***
It follows that art is a way of thinking things out differently, and of apprehending the intrinsic inaccessibility of phenomenal reality; that art is an instrument, a method of getting at that which is closed and inaccessible to us (the banal future, just as much as the intrinsically unknowable); that art has a formative and therapeutic, consolatory and informative, investigative and speculative function; it is thus not only existential pleasure but Utopia.

And when the mind is immersed so deeply, everything is seen through that Richterian lens. Beach, sand, water—all elements that speak a similar language.

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7 comments

  1. Sigrun’s avatar

    A beautiful post!

    1. Deborah Barlow’s avatar

      Thank you! I visited your site and clearly we are drinking from a similar stream. I have subscribed and hope to connect in the future. BTW, I love your tag line: I’m not anti-social. I’m just pro-solitude. I’ll be borrowing that one for myself!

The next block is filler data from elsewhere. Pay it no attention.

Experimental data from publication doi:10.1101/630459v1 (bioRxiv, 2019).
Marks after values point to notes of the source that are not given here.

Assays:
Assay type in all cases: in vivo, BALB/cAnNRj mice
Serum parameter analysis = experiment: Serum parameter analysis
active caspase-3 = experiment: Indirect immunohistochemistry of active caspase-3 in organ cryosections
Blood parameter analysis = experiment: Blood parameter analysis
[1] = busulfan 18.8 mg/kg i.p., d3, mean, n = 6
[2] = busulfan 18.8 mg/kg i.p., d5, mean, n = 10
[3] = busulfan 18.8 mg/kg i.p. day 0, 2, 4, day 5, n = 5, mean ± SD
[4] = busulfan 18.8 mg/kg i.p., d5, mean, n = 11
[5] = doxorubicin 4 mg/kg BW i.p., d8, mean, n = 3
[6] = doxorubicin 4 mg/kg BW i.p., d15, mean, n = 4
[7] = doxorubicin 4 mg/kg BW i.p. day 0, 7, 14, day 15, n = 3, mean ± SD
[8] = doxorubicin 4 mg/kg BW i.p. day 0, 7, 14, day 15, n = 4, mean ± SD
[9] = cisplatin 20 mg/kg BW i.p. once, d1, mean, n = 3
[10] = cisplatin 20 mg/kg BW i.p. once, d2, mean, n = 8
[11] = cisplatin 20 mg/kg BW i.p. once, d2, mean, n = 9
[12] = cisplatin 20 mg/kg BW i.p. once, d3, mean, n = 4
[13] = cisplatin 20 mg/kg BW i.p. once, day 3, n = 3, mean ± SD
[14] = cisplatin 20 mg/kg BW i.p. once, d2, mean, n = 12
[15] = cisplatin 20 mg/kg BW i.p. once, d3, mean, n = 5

1. Sigrun’s avatar

        Oh – great!
        Looking forward to following you work!

  2. Diane McGregor’s avatar

    Thank you for sharing these gems, Deborah. I particularly like: “The ability to believe is our outstanding quality, and only art adequately translates it into reality.” I have a book of Richter’s, The Daily Practice of Painting: Writings 1962-1993. I wonder how much of an overlap there is in the two books.

    1. Deborah Barlow’s avatar

      Diane, I have that volume too. I haven’t spent time analyzing the overlap but I think there is. I just loved having everything in one place.

  3. Diane McGregor’s avatar

    And, Sigrun, I too love your “pro-solitude” quote — I’ll be using that from now on, especially when my husband accuses me of my anti-social behavior. (He just doesn’t understand, poor thing…)

  4. Helen Nock’s avatar

    Loved this post…thank you